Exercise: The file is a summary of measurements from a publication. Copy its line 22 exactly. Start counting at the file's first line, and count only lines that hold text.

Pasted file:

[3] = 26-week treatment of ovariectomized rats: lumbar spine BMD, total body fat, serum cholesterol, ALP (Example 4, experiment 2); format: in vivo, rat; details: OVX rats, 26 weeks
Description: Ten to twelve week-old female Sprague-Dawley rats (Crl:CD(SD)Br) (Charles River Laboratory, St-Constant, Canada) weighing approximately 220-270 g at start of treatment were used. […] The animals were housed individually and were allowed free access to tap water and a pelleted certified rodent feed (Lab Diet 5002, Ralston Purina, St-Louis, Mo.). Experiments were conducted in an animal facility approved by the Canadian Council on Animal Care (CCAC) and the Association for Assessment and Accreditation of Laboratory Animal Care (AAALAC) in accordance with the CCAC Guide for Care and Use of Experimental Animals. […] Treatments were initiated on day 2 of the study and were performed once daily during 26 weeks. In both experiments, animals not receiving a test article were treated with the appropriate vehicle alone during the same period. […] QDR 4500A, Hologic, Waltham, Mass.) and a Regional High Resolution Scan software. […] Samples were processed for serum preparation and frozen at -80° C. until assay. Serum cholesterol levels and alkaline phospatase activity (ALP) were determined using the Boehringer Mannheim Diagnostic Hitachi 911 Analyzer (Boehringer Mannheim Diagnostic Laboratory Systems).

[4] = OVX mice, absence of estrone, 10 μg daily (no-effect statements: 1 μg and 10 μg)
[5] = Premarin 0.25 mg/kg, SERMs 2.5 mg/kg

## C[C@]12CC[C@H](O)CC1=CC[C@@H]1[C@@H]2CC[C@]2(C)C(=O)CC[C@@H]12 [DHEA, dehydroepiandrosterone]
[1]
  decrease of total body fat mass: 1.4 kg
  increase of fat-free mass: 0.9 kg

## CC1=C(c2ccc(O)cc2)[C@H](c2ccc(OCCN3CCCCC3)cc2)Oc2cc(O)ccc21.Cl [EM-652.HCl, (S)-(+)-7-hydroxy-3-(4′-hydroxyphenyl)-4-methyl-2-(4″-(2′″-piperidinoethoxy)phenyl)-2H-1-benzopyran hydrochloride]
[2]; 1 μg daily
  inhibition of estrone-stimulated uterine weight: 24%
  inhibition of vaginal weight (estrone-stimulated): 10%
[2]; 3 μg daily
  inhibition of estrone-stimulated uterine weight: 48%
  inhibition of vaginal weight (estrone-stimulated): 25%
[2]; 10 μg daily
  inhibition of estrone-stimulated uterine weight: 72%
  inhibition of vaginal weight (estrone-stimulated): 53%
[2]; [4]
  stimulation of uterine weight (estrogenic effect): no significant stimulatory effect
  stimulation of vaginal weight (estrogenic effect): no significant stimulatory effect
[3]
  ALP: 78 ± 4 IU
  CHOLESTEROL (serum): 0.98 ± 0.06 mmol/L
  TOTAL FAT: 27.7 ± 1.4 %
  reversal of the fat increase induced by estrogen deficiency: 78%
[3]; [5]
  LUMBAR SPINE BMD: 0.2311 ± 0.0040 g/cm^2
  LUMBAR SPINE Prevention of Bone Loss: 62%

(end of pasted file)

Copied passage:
[3]